The Heartland Institute is a Chicago-based free market think tank that attacks the science behind global warming and routinely pushes for legislation weakening or repealing renewable energy policies. It has received contributions from fossil fuel corporations, including ExxonMobil. Heartland has also worked with the tobacco industry to minimize the negative public perception that second-hand tobacco smoke was bad for your health and lobbied against public health reforms.
According to The Guardian, “Heartland has built a reputation over the years for providing a forum for climate change sceptics. But it is especially known for hosting a series of lavish conferences of climate science doubters at expensive hotels in New York’s Times Square as well as in Washington DC.”
Staff at Heartland include climate-deniers Joseph Bast, Jay Lehr, and Jim Lakely. Bast was also a Founding Director, officer, and a member of the executive committee of the State Policy Network.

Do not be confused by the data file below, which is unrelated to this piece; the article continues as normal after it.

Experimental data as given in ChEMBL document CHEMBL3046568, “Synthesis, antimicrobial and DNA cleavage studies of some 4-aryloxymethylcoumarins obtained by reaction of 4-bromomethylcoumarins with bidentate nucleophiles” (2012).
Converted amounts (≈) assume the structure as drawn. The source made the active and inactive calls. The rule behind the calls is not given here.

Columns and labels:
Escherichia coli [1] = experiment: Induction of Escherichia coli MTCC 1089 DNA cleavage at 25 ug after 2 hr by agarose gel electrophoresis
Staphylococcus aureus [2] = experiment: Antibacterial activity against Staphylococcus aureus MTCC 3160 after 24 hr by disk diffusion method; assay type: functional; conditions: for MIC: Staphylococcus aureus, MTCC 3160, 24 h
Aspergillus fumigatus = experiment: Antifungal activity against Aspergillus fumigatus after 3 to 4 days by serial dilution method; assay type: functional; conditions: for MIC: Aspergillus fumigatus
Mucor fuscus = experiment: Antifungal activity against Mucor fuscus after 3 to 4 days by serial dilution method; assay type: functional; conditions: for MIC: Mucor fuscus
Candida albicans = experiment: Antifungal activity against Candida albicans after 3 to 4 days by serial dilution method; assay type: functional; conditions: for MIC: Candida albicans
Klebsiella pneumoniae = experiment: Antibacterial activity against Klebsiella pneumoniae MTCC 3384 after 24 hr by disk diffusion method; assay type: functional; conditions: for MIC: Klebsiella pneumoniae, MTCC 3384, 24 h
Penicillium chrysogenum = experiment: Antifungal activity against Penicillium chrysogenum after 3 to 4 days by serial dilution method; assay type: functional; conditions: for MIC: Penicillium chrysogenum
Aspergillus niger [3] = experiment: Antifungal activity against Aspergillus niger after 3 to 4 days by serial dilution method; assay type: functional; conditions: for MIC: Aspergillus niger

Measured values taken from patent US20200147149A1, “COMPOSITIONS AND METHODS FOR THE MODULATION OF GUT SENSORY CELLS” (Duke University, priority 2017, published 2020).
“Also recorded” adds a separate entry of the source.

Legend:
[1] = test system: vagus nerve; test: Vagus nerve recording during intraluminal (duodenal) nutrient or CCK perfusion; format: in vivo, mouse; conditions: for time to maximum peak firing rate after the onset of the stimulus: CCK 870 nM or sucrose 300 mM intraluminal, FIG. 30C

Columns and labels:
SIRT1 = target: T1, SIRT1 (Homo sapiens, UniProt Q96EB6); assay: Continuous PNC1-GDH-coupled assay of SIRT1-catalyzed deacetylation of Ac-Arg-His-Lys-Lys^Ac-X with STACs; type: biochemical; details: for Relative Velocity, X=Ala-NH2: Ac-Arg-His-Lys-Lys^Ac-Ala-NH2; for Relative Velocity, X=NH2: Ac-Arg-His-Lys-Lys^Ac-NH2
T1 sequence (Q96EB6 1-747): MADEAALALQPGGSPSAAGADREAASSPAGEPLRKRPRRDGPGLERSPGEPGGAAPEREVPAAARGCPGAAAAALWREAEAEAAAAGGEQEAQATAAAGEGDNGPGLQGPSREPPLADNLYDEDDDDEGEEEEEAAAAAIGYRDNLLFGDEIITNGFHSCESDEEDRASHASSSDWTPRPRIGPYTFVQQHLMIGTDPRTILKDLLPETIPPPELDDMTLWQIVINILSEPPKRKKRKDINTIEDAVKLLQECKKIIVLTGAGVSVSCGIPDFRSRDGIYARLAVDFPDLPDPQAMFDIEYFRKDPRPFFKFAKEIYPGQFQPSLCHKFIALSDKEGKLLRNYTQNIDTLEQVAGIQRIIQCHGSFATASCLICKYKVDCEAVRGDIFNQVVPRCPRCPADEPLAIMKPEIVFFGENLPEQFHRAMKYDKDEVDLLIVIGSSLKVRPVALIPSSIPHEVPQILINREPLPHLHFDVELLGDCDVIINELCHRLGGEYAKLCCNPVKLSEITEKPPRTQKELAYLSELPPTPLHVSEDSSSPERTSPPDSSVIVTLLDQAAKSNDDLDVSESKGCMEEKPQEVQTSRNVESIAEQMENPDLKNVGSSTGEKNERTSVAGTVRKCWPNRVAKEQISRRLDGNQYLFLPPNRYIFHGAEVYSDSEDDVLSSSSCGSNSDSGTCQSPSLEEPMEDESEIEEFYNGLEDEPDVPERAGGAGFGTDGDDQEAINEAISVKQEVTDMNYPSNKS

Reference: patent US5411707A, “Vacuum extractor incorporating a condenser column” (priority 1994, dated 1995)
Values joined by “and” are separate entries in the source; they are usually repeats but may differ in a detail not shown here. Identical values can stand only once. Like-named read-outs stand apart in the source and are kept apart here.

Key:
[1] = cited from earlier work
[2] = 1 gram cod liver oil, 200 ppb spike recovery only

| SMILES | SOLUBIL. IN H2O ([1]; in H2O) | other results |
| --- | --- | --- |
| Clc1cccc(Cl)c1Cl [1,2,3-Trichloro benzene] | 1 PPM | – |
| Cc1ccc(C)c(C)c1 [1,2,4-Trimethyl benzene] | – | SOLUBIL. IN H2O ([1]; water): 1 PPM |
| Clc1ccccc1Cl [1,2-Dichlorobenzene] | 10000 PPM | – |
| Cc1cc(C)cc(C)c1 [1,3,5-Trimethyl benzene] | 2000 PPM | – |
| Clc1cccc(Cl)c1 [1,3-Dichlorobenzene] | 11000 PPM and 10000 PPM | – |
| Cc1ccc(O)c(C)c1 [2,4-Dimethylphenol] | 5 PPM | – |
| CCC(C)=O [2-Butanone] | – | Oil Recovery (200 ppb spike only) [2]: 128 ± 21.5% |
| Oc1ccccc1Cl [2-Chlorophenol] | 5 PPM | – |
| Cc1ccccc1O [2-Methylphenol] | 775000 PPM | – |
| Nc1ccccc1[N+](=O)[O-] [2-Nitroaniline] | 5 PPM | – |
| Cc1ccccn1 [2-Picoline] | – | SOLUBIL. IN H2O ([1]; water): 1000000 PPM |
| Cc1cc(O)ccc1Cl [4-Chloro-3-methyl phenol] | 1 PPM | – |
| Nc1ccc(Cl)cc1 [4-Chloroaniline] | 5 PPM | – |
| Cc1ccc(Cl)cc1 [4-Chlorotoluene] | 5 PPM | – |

Recent Posts About Heartland Institute
Front groups backed by utility and fossil fuel companies spread disinformation to back up legislation that freezes Ohio’s Alternative Energy Portfolio Standard.
It is a bitter irony that Scott Pruitt cites the Clean Air Act success story to justify the Trump administration’s attacks on clean air and water safeguards
Analysis of bankruptcy court documents reveals Peabody Energy funding climate denial that span trade associations, lobby groups, and industry front groups.
The biography of Paul Chesser includes a long list of fossil fuel-backed front groups that he’s currently involved with, which may explain his blatant anti-renewable energy stance.
These ten industry-funded front groups have been working to stop the Obama Administration’s Clean Power Plan regulations seeking to combat combat climate change.
After using last year’s legislative session to deal with Duke Energy’s Dan River coal ash spill, Republicans on the House Public Utilities Committee are bringing back their 2013 attempt to freeze the state’s clean energy law.